Hiding areas are also a must, even though they will dig burrows as hides. Try to provide them with tight, dark, and warm spaces to squeeze into. A climbing log probably wouldn’t go amiss either as well as using PVC piping to bury in the substrate and let your monitor burrow down to them.
Lighting and Heat
This is where most people’s husbandry fails because they’ve been given completely wrong information as to what temperatures a Savannah Monitor requires in order to thrive. First the basking spot. Any solid, flat, heat-retaining material can be used. Laid flat on the substrate beneath the lights. What I, and many others recommend for lights are Halogen bulbs from the hardware store and ceramic sockets so the lamp doesn’t melt from the heat. Ideally, a basking spot (measured from the surface of the object and not the air temperature surrounding it) should reach between 120 and 150 degrees F. This high of a temperature allows the monitor to keep its digestive and immune system in perfect working order and to maintain their core body temperature at the proper level. In my opinion the two most important things in monitor husbandry are basking spots and burrows.
Ambient temperatures on the warm side of the cage should be between 90 and 95 degrees F. The Cool side should be between 78 and 83 degrees. Giving your monitor a range of temperatures and hides to choose from is always a good idea. The more choices they have the more likely they are to remain healthy.
UVA/UVB lighting is not a required thing with monitors as long as proper diet is given.
This is one of the most often disputed subjects in the realm of monitor husbandry. Some people will say a Savannah should be on an almost completely insect diet. Others will say an all rodent diet, or the turkey diet (lean ground turkey mixed with vitamins and supplements). I, personally, lean towards the all rodent diet as a bosc becomes older. When young, insects are a great thing for them but they usually gradually lose interest in chasing crickets as they become bigger. I had my own 9 inch hatchling on newborn rat pups and went from there in terms of increasing food size as she grew. A hatchling of that size should be fed daily and as much as they’ll eat in a day. Trust me you’ll be amazed at just how much it can eat and the size of the food item it can swallow.
Whole foods are generally better for them (mice, rats, chicken peeps, quail, crickets etc) since your monitor will tend to get all needed nutrients and roughage from the skin, fur, teeth, bones and internal organs of the prey item. If you choose to feed insects or the turkey diet, calcium and multivitamin supplements will be a must. In a squeeze or as a way to broaden the diet a bit you can buy chicken wings and cut them into bite size pieces, bone and all then package and freeze them. Thaw in hot water and dip into calcium/multivitamin powder and feed. I do not cook any meats I may give my Savannah. They are geared to eating raw and sometimes rotting meat so raw meat in captivity won’t hurt them.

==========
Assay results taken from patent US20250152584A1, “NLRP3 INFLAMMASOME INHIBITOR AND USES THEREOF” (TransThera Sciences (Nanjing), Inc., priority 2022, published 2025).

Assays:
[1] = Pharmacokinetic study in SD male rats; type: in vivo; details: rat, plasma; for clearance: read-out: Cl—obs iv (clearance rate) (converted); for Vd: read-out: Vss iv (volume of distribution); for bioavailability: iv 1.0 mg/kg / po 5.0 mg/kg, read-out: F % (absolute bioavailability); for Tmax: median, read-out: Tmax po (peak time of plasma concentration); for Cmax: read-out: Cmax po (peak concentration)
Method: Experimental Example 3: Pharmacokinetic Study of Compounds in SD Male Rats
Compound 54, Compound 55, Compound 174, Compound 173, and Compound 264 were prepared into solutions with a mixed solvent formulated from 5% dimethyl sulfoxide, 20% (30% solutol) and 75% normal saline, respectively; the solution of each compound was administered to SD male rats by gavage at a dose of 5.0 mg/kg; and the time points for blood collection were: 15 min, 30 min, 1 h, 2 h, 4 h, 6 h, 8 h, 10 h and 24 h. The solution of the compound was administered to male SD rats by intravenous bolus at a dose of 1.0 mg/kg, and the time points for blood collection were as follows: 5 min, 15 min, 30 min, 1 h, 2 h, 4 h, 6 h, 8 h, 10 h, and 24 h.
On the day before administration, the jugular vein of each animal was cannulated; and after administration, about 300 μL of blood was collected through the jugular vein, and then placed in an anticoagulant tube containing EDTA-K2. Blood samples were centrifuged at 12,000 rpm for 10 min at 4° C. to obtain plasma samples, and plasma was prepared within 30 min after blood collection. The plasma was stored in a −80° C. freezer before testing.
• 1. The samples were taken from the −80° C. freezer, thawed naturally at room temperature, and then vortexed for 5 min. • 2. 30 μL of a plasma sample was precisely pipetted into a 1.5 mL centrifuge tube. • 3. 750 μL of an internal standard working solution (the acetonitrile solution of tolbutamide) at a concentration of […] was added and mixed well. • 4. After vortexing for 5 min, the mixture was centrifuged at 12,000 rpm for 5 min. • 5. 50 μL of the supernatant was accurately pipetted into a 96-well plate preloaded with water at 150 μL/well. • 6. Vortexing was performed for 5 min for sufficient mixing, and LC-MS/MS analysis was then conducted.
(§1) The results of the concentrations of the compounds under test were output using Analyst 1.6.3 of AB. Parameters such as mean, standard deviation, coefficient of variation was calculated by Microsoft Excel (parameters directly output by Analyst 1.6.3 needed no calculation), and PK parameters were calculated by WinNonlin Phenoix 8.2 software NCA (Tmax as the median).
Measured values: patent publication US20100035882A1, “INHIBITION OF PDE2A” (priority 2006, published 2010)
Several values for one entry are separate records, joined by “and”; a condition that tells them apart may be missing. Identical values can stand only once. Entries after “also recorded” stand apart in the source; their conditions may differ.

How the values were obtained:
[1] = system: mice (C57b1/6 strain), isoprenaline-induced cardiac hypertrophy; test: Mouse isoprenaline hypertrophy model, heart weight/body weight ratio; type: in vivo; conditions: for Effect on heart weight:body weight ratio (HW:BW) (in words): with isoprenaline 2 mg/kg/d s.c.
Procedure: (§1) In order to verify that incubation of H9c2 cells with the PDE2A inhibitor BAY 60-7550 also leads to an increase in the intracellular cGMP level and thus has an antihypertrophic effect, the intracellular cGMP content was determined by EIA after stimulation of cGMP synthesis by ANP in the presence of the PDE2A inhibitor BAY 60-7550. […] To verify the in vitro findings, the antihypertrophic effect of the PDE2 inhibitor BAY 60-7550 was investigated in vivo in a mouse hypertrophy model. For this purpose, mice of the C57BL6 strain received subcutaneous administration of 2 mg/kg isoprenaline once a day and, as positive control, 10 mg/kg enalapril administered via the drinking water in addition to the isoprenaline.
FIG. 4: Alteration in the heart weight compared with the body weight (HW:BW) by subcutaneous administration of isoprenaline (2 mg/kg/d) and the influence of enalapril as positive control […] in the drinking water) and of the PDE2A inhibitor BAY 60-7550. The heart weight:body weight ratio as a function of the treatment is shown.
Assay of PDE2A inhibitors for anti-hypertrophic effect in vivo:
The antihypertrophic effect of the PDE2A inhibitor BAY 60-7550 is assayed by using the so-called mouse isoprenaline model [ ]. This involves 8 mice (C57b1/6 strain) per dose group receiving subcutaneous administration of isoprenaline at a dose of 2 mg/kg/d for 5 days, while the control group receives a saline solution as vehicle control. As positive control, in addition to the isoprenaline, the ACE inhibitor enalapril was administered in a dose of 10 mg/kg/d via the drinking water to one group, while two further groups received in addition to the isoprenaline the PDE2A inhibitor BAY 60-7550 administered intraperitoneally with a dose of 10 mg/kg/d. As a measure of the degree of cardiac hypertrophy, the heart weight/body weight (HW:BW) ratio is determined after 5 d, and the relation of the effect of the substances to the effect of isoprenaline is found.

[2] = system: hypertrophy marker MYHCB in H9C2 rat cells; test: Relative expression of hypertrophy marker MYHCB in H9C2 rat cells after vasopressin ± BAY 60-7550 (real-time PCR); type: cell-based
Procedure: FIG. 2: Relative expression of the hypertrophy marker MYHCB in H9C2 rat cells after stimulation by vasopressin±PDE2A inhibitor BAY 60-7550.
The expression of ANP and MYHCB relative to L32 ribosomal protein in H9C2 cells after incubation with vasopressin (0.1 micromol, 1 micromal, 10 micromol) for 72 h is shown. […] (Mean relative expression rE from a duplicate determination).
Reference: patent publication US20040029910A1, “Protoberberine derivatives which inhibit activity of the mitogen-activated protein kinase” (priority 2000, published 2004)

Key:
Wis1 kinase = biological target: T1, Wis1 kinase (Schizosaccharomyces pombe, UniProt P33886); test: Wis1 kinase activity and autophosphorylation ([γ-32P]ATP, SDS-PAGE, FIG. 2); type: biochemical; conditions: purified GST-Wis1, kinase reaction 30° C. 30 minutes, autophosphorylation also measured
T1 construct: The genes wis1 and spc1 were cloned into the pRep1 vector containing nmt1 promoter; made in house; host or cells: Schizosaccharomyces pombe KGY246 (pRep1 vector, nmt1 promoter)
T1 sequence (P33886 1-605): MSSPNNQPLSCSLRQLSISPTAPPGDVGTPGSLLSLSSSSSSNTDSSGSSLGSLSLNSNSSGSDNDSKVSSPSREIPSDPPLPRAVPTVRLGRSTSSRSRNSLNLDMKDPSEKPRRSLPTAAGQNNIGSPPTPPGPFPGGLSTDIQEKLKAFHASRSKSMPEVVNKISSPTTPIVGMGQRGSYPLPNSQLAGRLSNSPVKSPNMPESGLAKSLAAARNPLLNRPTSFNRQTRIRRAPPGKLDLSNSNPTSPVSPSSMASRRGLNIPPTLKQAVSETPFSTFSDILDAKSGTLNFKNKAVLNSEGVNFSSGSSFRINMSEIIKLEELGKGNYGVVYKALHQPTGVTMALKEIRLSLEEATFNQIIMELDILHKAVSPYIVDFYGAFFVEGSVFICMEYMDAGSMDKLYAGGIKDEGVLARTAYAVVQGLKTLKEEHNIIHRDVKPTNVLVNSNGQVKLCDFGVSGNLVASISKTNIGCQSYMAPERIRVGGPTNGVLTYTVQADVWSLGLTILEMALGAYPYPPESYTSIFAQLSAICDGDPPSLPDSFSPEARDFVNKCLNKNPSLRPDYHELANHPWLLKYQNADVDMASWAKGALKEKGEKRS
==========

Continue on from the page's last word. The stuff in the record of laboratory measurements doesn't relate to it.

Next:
Another easy thing you can make to vary your monitor’s diet is scrambled eggs. Crack the egg and crumble the shell into the stuff, mix it up and toss it in the microwave for between 30 seconds and one minute until the eggs are cooked. Let them cool then serve it on a plate or in a bowl. This is a once in a while treat. Not something for every day.
Fresh, clean water is also a must. My Savannah will use her water bowl as a bathroom. It makes cleanup quite a bit easier. Dump it down the toilet, sterilize the bowl with a bit of bleach and water, rinse well and refill.
I, personally, don’t recommend handling a newly acquired monitor unless its absolutely necessary for the first few months. Patience is the biggest key with these guys and one you must have a lot of. Getting them used to your presence and routine should be your first priority. Gaining your monitor’s trust can take as little as a month or as long as a few years. Even then, sometimes it never happens and that is one of the little facts you need to be prepared to handle when you acquire a monitor. Once a Bosc hits their adult size, they do tend to calm down somewhat about being touched and petted. Picking up can still be a problem. There is one thing you never want to do unless you have no choice and that is to pull your monitor out of its burrow or hide spot. That is its place of safety and comfort. You wouldn’t want to be dragged forcibly out of your home.
The Bosc monitor isn’t for everyone and indeed, is not the beginner monitor so many people try to say it is. They are a difficult species to keep properly and require large amounts of space to allow them exercise. Savannah Monitors are very prone to obesity in captivity, especially when basking temps are not maintained and the size of the enclosure is inadequate. If you don’t mind having an animal that may hate you for its entire life then a Savannah Monitor may be for you. In the end, its up to you and what you want in a “pet”. If you want something that will sit and watch TV with you all the time.. get a dog. But, if you want a challenge and are willing to see that challenge through then by all means, look into the wonderful world of Monitors.